They provide training for faculty and mentors, ask faculty to commit to providing a supportive atmosphere for students, and seek out supportive graduate students to serve as mentors. They continue to provide support for both the faculty and the student in the lab, and, when necessary, they include the office of disability services in order to provide accommodations or address other needs. For students with visual impairments or physical disabilities, state vocational services or disability services provides support. Training for faculty members includes information about common issues, misconceptions, and resources. Follow up meetings with faculty are held after students have been in their labs for 2-4 weeks.

When faculty members are supportive and students are provided with the technology and workspace they need, students with disabilities succeed in engineering labs. It is important for students with disabilities to communicate their needs and utilize resources, including colleagues and disability services, to ensure they get support and accommodations. The students with disabilities who are interested in these research positions are equally qualified to any other student to complete the tasks and research required.

Ohio’s STEM Ability Alliance: Interventions and Outcomes for Students with Disabilities in STEM at Wright State University 

By Jason Gepperth, Wright State University

Engineering is a growing major, and having more students with disabilities in engineering fields will provide more diversity and options.  To address the underrepresentation of students with disabilities in engineering fields, Ohio’s STEM Ability Alliance (OSAA) was established in 2009 at Wright State University (WSU). WSU is a mid-sized research university with near open enrollment and a large population of non-traditional students. WSU’s nationally recognized Office of Disability Services (ODS) serves over 500 students annually.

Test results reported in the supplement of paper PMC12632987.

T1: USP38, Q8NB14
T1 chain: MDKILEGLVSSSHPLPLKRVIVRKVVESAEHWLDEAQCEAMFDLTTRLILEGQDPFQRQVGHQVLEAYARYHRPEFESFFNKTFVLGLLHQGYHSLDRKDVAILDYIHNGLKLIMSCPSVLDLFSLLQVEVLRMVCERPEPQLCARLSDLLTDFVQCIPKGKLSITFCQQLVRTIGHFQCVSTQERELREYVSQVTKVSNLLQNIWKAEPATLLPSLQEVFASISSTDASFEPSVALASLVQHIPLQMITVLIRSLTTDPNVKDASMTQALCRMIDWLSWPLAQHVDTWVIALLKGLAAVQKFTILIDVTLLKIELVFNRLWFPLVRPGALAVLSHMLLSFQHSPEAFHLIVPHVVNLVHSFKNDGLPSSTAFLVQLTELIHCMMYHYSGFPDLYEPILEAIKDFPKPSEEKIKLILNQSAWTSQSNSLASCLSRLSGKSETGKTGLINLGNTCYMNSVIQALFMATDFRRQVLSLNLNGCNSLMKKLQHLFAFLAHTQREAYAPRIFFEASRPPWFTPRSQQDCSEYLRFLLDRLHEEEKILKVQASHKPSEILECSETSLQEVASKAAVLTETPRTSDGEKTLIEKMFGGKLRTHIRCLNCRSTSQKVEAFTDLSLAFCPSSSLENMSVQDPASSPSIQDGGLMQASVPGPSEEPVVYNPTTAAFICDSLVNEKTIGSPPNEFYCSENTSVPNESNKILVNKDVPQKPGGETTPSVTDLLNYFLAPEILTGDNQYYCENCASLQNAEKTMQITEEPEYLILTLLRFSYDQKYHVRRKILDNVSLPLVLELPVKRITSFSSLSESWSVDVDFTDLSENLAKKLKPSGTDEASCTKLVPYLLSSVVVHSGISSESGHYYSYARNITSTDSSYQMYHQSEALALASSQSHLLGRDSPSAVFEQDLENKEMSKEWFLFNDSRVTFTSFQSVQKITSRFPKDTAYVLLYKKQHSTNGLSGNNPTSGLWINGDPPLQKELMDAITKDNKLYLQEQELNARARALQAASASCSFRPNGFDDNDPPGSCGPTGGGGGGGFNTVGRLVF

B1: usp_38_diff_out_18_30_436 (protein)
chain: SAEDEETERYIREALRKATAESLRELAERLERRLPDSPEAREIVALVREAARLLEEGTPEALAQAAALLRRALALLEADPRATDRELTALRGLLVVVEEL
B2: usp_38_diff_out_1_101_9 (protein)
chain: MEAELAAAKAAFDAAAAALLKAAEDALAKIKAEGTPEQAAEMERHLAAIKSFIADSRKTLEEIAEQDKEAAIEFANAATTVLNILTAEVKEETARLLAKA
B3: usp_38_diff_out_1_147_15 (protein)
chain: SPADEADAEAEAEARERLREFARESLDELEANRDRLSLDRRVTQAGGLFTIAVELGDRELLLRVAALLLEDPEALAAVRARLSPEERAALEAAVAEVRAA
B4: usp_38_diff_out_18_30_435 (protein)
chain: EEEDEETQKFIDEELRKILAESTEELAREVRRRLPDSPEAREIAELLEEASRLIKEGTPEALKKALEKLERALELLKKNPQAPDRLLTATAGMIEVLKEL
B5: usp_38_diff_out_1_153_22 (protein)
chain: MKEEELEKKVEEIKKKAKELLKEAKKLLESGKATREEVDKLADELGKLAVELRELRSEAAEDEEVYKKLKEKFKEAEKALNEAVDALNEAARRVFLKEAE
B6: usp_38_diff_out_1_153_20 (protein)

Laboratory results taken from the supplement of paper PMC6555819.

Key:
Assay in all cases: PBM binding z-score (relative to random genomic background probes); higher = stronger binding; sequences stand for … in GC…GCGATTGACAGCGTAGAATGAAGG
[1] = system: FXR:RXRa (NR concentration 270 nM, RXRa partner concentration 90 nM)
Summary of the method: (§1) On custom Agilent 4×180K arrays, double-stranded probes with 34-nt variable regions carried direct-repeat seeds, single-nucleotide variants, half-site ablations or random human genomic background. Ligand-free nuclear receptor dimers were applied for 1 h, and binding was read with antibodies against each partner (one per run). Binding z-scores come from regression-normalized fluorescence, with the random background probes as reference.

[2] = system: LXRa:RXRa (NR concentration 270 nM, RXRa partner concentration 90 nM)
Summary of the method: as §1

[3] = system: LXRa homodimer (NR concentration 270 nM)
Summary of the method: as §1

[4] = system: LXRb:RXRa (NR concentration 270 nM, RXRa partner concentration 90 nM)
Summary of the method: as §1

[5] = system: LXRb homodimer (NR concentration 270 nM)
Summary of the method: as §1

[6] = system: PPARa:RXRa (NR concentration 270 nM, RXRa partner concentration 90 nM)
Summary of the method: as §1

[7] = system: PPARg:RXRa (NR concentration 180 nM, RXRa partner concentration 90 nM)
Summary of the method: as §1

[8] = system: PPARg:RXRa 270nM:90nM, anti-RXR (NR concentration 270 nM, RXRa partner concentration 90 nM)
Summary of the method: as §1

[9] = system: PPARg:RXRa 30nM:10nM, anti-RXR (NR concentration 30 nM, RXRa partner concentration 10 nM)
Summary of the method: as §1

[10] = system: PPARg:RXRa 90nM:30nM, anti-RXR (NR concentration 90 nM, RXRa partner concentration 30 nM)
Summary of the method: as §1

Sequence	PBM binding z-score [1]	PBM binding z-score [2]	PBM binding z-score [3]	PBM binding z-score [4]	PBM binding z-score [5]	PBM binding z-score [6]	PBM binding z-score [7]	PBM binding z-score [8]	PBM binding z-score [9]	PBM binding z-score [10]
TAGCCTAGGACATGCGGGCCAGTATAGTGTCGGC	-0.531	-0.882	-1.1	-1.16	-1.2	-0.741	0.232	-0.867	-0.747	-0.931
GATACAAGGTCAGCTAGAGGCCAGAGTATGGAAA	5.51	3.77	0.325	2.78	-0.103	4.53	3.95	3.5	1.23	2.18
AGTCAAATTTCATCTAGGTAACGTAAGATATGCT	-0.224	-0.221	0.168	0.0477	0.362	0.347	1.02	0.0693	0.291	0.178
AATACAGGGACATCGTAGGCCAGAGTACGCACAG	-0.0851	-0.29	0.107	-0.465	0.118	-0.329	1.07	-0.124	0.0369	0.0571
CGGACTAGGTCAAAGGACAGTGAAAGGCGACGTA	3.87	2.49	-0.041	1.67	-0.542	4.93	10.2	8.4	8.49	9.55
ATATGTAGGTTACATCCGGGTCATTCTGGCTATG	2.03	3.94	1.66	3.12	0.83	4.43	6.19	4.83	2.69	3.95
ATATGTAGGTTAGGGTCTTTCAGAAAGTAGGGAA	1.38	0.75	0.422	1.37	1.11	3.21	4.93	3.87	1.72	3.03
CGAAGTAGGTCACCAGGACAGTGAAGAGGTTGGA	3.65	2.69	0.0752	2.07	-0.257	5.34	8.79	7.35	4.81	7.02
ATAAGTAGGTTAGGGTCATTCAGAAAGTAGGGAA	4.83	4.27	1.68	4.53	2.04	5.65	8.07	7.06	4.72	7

OSAA’s main goals are to:

  • Increase the recruitment of high school students with disabilities into STEM majors at WSU
  • Increase retention and graduation rates for existing STEM students with disabilities
  • Increase successful entry rates of OSAA STEM graduates with disabilities into STEM graduate programs or STEM employment 

OSAA has two strategies for recruiting high school students. First, we host a 5-day residential summer camp called DiverseAbility U. for high school students with disabilities with a strong interest in STEM. Participants engage in STEM, personal skill development, and mentoring activities. Second, we reach out to incoming students through presentations at the ODS Orientation. These efforts have lead to a dramatic increase in the number of students with disabilities enrolling in STEM majors.

University students can also join the OSAA Scholars program and participate in learning communities, academic support through tutoring, and mentoring activities. OSAA helps connect students with internship and scholarship opportunities. Finally, OSAA offers Ability Advising, modeled on student athlete advising programs, through which an advisor acts as a mentor, coach, advocate, and facilitator to help a student address academic and personal issues.

OSAA Scholars have an 85% first year retention rate, compared to 61% for all students across campus. Likewise, 73% of the 2009 OSAA cohort graduated in 5 years, compared to the 40% WSU six year graduate rate. Along with National Science Foundation funding, WSU began providing internal financial support for OSAA in 2014.